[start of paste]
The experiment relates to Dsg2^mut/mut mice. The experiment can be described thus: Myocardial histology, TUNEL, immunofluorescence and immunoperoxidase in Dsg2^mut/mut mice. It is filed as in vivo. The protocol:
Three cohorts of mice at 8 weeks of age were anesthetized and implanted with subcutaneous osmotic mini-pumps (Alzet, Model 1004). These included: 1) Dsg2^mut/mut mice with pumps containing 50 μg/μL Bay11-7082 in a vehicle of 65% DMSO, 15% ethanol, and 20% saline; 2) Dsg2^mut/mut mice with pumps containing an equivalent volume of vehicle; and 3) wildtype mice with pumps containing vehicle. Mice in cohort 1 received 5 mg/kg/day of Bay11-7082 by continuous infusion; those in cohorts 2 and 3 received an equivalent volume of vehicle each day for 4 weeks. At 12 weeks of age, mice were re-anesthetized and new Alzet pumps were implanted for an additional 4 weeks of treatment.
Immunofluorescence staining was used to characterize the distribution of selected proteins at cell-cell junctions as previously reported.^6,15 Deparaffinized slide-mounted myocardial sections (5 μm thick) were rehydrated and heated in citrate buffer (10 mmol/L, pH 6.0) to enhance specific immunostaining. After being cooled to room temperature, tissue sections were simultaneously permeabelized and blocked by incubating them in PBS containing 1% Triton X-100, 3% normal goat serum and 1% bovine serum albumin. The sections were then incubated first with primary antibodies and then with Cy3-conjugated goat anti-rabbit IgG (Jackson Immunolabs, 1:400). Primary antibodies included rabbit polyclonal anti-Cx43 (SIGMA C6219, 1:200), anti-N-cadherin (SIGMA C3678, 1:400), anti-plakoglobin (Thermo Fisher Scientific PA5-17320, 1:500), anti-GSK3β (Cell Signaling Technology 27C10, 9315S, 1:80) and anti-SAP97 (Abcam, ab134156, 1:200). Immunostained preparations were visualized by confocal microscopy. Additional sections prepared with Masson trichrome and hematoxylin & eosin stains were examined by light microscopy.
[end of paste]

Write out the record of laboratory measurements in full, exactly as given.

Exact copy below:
The experiment relates to Dsg2^mut/mut mice. The experiment can be described thus: Myocardial histology, TUNEL, immunofluorescence and immunoperoxidase in Dsg2^mut/mut mice. It is filed as in vivo. The protocol:
Three cohorts of mice at 8 weeks of age were anesthetized and implanted with subcutaneous osmotic mini-pumps (Alzet, Model 1004). These included: 1) Dsg2^mut/mut mice with pumps containing 50 μg/μL Bay11-7082 in a vehicle of 65% DMSO, 15% ethanol, and 20% saline; 2) Dsg2^mut/mut mice with pumps containing an equivalent volume of vehicle; and 3) wildtype mice with pumps containing vehicle. Mice in cohort 1 received 5 mg/kg/day of Bay11-7082 by continuous infusion; those in cohorts 2 and 3 received an equivalent volume of vehicle each day for 4 weeks. At 12 weeks of age, mice were re-anesthetized and new Alzet pumps were implanted for an additional 4 weeks of treatment.
Immunofluorescence staining was used to characterize the distribution of selected proteins at cell-cell junctions as previously reported.^6,15 Deparaffinized slide-mounted myocardial sections (5 μm thick) were rehydrated and heated in citrate buffer (10 mmol/L, pH 6.0) to enhance specific immunostaining. After being cooled to room temperature, tissue sections were simultaneously permeabelized and blocked by incubating them in PBS containing 1% Triton X-100, 3% normal goat serum and 1% bovine serum albumin. The sections were then incubated first with primary antibodies and then with Cy3-conjugated goat anti-rabbit IgG (Jackson Immunolabs, 1:400). Primary antibodies included rabbit polyclonal anti-Cx43 (SIGMA C6219, 1:200), anti-N-cadherin (SIGMA C3678, 1:400), anti-plakoglobin (Thermo Fisher Scientific PA5-17320, 1:500), anti-GSK3β (Cell Signaling Technology 27C10, 9315S, 1:80) and anti-SAP97 (Abcam, ab134156, 1:200). Immunostained preparations were visualized by confocal microscopy. Additional sections prepared with Masson trichrome and hematoxylin & eosin stains were examined by light microscopy.